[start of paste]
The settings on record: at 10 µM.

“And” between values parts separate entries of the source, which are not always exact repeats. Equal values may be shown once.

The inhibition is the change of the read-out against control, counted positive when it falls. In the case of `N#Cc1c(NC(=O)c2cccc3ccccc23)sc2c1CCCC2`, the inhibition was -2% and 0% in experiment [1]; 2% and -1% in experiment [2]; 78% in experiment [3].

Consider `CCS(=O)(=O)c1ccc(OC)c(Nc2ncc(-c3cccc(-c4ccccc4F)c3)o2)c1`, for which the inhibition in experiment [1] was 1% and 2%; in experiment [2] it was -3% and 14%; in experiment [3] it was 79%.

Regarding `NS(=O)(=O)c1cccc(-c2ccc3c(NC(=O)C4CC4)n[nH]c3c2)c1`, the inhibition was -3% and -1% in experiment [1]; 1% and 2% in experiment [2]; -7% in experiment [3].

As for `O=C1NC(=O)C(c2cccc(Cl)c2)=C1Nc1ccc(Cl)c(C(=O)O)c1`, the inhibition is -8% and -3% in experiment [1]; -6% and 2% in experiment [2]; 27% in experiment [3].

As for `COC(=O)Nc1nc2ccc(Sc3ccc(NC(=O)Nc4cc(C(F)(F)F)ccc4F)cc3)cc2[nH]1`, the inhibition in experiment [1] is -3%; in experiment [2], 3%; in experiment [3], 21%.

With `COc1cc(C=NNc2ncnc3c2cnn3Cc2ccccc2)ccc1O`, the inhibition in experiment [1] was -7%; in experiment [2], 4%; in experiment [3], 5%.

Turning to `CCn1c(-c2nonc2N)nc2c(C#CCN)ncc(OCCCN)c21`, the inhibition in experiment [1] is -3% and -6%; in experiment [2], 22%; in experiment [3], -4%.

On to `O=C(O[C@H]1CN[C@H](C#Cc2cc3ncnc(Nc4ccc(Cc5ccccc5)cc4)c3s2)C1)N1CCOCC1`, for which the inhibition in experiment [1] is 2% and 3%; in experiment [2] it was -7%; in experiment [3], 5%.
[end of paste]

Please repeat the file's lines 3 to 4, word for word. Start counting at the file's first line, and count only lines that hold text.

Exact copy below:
The inhibition is the change of the read-out against control, counted positive when it falls. In the case of `N#Cc1c(NC(=O)c2cccc3ccccc23)sc2c1CCCC2`, the inhibition was -2% and 0% in experiment [1]; 2% and -1% in experiment [2]; 78% in experiment [3].

Consider `CCS(=O)(=O)c1ccc(OC)c(Nc2ncc(-c3cccc(-c4ccccc4F)c3)o2)c1`, for which the inhibition in experiment [1] was 1% and 2%; in experiment [2] it was -3% and 14%; in experiment [3] it was 79%.